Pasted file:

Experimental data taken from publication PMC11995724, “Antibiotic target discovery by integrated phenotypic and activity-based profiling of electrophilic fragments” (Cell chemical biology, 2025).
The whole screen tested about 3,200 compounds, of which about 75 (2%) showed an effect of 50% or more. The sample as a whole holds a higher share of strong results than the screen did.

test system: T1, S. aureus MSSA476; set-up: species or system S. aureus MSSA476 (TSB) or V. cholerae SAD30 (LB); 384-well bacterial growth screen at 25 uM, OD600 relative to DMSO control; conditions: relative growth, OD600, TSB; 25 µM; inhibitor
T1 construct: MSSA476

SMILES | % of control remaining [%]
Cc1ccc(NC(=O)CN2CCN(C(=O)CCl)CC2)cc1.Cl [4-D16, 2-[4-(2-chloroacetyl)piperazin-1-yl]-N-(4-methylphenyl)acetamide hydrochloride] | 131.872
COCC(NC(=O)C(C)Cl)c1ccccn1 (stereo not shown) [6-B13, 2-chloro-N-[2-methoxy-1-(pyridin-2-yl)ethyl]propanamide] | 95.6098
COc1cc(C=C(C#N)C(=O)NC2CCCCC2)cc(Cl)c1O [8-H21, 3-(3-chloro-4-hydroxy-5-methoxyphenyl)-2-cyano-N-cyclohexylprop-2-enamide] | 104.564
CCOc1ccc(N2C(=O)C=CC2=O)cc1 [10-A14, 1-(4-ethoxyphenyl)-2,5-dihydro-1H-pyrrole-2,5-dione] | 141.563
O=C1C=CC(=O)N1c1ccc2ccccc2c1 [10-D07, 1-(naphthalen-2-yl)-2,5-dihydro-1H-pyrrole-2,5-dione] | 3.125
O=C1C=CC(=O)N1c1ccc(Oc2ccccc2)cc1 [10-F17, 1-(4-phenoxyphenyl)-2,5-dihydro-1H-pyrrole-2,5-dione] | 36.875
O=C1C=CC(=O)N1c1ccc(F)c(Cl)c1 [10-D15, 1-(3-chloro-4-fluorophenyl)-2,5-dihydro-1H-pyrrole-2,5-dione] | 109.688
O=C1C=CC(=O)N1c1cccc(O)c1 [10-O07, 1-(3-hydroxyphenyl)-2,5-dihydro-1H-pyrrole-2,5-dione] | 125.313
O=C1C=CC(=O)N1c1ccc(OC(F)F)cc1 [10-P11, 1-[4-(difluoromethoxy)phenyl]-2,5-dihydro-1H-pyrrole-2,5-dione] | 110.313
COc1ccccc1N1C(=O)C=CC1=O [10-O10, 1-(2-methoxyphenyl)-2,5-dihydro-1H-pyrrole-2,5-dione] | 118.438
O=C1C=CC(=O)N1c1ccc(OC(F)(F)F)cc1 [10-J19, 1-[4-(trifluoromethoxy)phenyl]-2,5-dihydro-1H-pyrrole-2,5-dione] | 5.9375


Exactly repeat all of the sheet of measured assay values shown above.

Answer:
Experimental data taken from publication PMC11995724, “Antibiotic target discovery by integrated phenotypic and activity-based profiling of electrophilic fragments” (Cell chemical biology, 2025).
The whole screen tested about 3,200 compounds, of which about 75 (2%) showed an effect of 50% or more. The sample as a whole holds a higher share of strong results than the screen did.

test system: T1, S. aureus MSSA476; set-up: species or system S. aureus MSSA476 (TSB) or V. cholerae SAD30 (LB); 384-well bacterial growth screen at 25 uM, OD600 relative to DMSO control; conditions: relative growth, OD600, TSB; 25 µM; inhibitor
T1 construct: MSSA476

SMILES | % of control remaining [%]
Cc1ccc(NC(=O)CN2CCN(C(=O)CCl)CC2)cc1.Cl [4-D16, 2-[4-(2-chloroacetyl)piperazin-1-yl]-N-(4-methylphenyl)acetamide hydrochloride] | 131.872
COCC(NC(=O)C(C)Cl)c1ccccn1 (stereo not shown) [6-B13, 2-chloro-N-[2-methoxy-1-(pyridin-2-yl)ethyl]propanamide] | 95.6098
COc1cc(C=C(C#N)C(=O)NC2CCCCC2)cc(Cl)c1O [8-H21, 3-(3-chloro-4-hydroxy-5-methoxyphenyl)-2-cyano-N-cyclohexylprop-2-enamide] | 104.564
CCOc1ccc(N2C(=O)C=CC2=O)cc1 [10-A14, 1-(4-ethoxyphenyl)-2,5-dihydro-1H-pyrrole-2,5-dione] | 141.563
O=C1C=CC(=O)N1c1ccc2ccccc2c1 [10-D07, 1-(naphthalen-2-yl)-2,5-dihydro-1H-pyrrole-2,5-dione] | 3.125
O=C1C=CC(=O)N1c1ccc(Oc2ccccc2)cc1 [10-F17, 1-(4-phenoxyphenyl)-2,5-dihydro-1H-pyrrole-2,5-dione] | 36.875
O=C1C=CC(=O)N1c1ccc(F)c(Cl)c1 [10-D15, 1-(3-chloro-4-fluorophenyl)-2,5-dihydro-1H-pyrrole-2,5-dione] | 109.688
O=C1C=CC(=O)N1c1cccc(O)c1 [10-O07, 1-(3-hydroxyphenyl)-2,5-dihydro-1H-pyrrole-2,5-dione] | 125.313
O=C1C=CC(=O)N1c1ccc(OC(F)F)cc1 [10-P11, 1-[4-(difluoromethoxy)phenyl]-2,5-dihydro-1H-pyrrole-2,5-dione] | 110.313
COc1ccccc1N1C(=O)C=CC1=O [10-O10, 1-(2-methoxyphenyl)-2,5-dihydro-1H-pyrrole-2,5-dione] | 118.438
O=C1C=CC(=O)N1c1ccc(OC(F)(F)F)cc1 [10-J19, 1-[4-(trifluoromethoxy)phenyl]-2,5-dihydro-1H-pyrrole-2,5-dione] | 5.9375